Thursday, February 19, 2009

Frank Cullotta Book Solves Two Murders

Dennis Griffin admits he's no Shakespeare, just a retired New York health care fraud investigator who had a story to tell and caught the writing bug when he retired in 1994.

Since then he's churned out 10 books, none of which will make you forget Hemingway or compare him to Steinbeck. But Griffin has done something none of those other mopes ever accomplished: He wrote a book, "Cullotta: The Life of a Chicago Criminal, Las Vegas Mobster, and Government Witness," that's helping to solve a real-life murder mystery.

Published in 2007 by Huntington Press, the work serves as the biography of Frank Cullotta, the childhood friend of Chicago Outfit enforcer Anthony Spilotro. Cullotta was an undistinguished street criminal who in the early 1980s joined Spilotro's violent Las Vegas street crew. He committed crimes ranging from robbery to murder, then became a key government witness in its investigation of the mob's influence in Las Vegas.

Fast-forward to 2008. An Illinois woman named Holly Hager picked up a copy of "Cullotta," and nearly screamed when she reached page 130, which gave details of the June 1981 murders of bar owner Ronald Scharff and waitress Patricia Freeman at the P.M. Pub in Lakemoor, Ill. Scharff was the best friend of Hager's father, Jim Hager. The murders had gone unsolved, and McHenry County detectives claimed to be stumped about the killer's identity.

In the book, Cullotta named Spilotro intimidator Larry Neumann as the murderer of Scharff and Freeman. And Cullotta would know. After serving time in prison with Neumann, Cullotta introduced him to Spilotro's gang. As Cullotta recalled during his law enforcement debriefing, Neumann admitted committing the murders because Scharff had thrown his ex-wife out of the tavern.

David Groover, then a Metro detective investigating Spilotro's crew, wrote five succinct paragraphs about the murders during Cullotta's debriefing. The alleged killer, a possible accomplice, and a motivation for the crime were given. Scharff had been killed for the perceived slight. Freeman was murdered because she was a witness.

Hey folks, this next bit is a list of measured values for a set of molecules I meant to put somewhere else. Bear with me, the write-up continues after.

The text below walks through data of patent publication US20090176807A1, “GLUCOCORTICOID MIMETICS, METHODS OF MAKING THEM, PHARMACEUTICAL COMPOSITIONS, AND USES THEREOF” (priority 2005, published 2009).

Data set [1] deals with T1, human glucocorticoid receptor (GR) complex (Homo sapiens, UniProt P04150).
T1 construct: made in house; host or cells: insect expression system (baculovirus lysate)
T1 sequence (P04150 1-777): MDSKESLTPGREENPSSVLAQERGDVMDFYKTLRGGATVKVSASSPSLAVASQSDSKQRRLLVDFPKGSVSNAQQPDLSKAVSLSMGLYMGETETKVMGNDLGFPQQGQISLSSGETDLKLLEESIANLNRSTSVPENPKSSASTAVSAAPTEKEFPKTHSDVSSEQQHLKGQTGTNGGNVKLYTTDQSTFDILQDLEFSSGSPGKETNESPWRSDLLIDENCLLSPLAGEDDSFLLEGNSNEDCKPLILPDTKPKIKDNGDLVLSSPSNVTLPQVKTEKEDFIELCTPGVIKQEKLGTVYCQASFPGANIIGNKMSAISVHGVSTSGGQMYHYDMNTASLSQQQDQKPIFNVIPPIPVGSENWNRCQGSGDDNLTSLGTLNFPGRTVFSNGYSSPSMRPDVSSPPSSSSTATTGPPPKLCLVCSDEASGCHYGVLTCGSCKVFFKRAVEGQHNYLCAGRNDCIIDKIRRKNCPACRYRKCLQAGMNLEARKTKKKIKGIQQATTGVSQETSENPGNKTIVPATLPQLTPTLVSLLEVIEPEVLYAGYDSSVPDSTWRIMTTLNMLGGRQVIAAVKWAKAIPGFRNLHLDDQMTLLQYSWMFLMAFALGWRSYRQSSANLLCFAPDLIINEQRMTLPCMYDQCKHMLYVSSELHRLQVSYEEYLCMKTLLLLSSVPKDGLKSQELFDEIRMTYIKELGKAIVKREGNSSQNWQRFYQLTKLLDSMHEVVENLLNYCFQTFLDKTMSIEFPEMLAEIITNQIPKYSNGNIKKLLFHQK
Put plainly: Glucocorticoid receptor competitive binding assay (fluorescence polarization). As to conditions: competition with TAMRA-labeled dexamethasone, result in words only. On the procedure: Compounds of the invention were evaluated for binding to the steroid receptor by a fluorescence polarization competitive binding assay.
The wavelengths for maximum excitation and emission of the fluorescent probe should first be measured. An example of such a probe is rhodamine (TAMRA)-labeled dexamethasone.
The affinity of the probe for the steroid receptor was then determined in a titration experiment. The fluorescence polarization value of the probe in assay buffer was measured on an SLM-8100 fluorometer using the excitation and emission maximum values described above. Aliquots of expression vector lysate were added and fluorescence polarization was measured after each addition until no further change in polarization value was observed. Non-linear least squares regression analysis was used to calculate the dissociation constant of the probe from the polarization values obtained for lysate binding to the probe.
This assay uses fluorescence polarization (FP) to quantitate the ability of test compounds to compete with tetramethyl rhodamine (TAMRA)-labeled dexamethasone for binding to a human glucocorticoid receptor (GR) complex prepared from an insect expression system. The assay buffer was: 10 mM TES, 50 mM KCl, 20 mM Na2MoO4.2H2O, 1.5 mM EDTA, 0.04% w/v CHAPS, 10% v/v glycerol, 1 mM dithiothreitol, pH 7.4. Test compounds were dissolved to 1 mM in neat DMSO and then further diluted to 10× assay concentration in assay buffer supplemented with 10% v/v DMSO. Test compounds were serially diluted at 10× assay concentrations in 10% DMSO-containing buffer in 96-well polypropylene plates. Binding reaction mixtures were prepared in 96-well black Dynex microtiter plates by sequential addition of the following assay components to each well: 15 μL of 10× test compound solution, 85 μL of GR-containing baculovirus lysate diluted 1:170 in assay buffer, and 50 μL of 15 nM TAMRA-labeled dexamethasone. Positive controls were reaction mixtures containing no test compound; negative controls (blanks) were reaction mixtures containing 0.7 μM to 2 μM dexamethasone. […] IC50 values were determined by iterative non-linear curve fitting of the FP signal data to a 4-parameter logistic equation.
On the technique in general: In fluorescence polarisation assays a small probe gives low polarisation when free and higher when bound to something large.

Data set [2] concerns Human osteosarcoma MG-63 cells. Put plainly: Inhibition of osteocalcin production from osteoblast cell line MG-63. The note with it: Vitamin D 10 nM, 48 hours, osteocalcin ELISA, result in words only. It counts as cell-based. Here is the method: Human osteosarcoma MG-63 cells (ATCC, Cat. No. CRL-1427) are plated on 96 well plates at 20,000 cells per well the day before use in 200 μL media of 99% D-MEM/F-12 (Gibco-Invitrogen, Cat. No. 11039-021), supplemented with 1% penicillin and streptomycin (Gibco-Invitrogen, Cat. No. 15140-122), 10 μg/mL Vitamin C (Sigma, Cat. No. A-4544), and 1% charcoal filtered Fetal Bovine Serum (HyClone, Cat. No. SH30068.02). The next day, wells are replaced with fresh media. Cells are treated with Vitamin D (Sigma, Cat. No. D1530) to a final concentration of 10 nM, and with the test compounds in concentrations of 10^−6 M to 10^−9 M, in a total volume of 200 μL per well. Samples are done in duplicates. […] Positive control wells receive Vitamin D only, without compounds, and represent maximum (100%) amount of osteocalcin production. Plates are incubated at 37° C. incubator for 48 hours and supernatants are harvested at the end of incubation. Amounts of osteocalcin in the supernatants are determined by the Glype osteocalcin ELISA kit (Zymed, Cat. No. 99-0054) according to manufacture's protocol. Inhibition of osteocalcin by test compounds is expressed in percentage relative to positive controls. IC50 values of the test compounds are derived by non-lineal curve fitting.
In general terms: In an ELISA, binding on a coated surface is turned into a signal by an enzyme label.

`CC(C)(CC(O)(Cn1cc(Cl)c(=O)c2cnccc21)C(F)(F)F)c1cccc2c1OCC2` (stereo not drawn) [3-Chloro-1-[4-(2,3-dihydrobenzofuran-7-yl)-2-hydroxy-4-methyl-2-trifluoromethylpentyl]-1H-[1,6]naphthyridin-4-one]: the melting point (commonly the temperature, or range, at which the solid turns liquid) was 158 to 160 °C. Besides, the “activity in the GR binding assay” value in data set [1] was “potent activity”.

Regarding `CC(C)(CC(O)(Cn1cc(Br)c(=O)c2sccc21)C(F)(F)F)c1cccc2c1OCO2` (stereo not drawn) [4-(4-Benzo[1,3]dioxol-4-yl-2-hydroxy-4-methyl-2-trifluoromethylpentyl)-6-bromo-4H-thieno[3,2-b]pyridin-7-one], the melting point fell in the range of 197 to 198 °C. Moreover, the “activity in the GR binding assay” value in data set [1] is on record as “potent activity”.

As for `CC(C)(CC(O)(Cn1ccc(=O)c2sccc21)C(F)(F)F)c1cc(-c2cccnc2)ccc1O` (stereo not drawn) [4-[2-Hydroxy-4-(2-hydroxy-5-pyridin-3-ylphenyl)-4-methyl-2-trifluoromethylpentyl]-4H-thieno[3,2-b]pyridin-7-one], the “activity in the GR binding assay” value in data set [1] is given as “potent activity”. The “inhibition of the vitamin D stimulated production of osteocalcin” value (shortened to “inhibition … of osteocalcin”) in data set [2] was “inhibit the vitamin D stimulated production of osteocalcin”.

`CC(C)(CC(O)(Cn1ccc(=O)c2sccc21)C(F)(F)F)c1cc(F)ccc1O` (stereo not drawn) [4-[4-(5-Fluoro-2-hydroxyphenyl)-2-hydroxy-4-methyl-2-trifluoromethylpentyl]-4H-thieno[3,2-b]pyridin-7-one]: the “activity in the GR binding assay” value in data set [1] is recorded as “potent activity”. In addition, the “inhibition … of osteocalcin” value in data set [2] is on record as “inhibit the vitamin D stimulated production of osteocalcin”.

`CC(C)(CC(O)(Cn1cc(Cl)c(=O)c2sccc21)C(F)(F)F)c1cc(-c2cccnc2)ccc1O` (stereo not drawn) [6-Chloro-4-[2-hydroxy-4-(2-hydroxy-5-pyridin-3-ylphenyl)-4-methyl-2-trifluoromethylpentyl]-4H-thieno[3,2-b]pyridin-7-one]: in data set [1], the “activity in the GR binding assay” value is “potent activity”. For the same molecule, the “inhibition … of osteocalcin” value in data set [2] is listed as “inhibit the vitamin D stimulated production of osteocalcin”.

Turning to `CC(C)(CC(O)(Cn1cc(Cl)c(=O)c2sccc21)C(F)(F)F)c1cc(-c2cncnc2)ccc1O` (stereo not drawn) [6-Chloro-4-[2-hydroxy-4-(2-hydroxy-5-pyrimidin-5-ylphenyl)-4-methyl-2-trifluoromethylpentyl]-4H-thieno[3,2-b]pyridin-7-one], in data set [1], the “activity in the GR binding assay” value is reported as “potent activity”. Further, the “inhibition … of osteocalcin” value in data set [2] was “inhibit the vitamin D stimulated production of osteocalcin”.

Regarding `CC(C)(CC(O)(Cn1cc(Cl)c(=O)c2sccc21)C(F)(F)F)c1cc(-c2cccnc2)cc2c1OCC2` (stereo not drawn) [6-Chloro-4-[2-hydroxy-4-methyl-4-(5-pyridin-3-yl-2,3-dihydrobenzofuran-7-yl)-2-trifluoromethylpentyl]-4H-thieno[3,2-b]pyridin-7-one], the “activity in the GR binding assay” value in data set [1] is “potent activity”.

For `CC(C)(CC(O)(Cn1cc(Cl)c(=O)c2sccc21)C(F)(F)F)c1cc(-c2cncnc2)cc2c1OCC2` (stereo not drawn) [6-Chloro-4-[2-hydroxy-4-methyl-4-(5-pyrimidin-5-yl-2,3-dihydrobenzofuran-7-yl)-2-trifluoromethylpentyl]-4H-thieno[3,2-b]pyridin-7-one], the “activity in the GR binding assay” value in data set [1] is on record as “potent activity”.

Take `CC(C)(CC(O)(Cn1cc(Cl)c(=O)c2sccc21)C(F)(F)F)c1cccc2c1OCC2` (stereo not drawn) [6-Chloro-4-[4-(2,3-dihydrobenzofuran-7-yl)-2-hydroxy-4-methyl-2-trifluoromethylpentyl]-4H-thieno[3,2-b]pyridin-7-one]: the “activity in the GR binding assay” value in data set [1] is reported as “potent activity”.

Cullotta's Metro and FBI handlers didn't sit on the information. They quickly informed McHenry County authorities, who could not have been surprised to hear Neumann's name. After all, he already had been identified as a possible suspect by Scharff's best friend, Jim Hager.

Not only did the McHenry County detectives fail to act, they appeared to go out of their way to attempt to damage Cullotta's credibility.

These days Scharff's son, Paul Scharff, is aggressively seeking to have McHenry County officials finally name Neumann as the killer. It's not for justice, but for a sense of closure.

Neumann died in prison in January 2007 after a lengthy criminal career that included at least six murders, including a 1956 triple homicide from which he managed to gain release. The sheriff and detectives from McHenry County who criticized Cullotta back in the early 1980s are gone, too. But Paul Scharff, who was just a boy at the time of his father's murder, has lived with the dark memory every day since then.

In an Amazon.com review of "Cullotta," he wrote, "I have never written a review for a book before, but I never had a book IMPACT my life like this one. From the book 'Cullotta,' I discovered who killed my father and his barmaid 27 years ago."

That beats a New York Times review any day.

"It's actually very uplifting, particularly so since I've actually gotten to know Paul Scharff," Griffin says. "He's just a real super guy. That makes me feel all the better that perhaps the book will help him and his family."

It would be an ending most authors would reject as too implausible to be believed. For Griffin, it's just another twist in a very real story.

"Paul Scharff is convinced they (McHenry County detectives) are actually seriously looking into the events surrounding the killings," Griffin says. "We think it's more than just paying lip service. We think they're actually fully engaged with it."

By phone from an undisclosed location, Cullotta says it's about damned time. "It's taken them so long it's ridiculous," the 70-year-old reformed hoodlum says in his biting Chicago accent. "The kid wants closure, and can you blame him?"

For author Dennis Griffin, it would be an ending the literary greats would envy.

Thanks to John L. Smith



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